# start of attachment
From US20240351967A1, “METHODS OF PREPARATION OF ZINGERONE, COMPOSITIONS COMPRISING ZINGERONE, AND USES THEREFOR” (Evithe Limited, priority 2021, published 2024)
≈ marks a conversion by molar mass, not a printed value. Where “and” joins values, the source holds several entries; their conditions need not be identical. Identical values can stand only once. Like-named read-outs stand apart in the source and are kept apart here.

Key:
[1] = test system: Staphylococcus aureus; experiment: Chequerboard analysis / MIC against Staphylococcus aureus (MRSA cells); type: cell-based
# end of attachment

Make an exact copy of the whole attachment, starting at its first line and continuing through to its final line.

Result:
From US20240351967A1, “METHODS OF PREPARATION OF ZINGERONE, COMPOSITIONS COMPRISING ZINGERONE, AND USES THEREFOR” (Evithe Limited, priority 2021, published 2024)
≈ marks a conversion by molar mass, not a printed value. Where “and” joins values, the source holds several entries; their conditions need not be identical. Identical values can stand only once. Like-named read-outs stand apart in the source and are kept apart here.

Key:
[1] = test system: Staphylococcus aureus; experiment: Chequerboard analysis / MIC against Staphylococcus aureus (MRSA cells); type: cell-based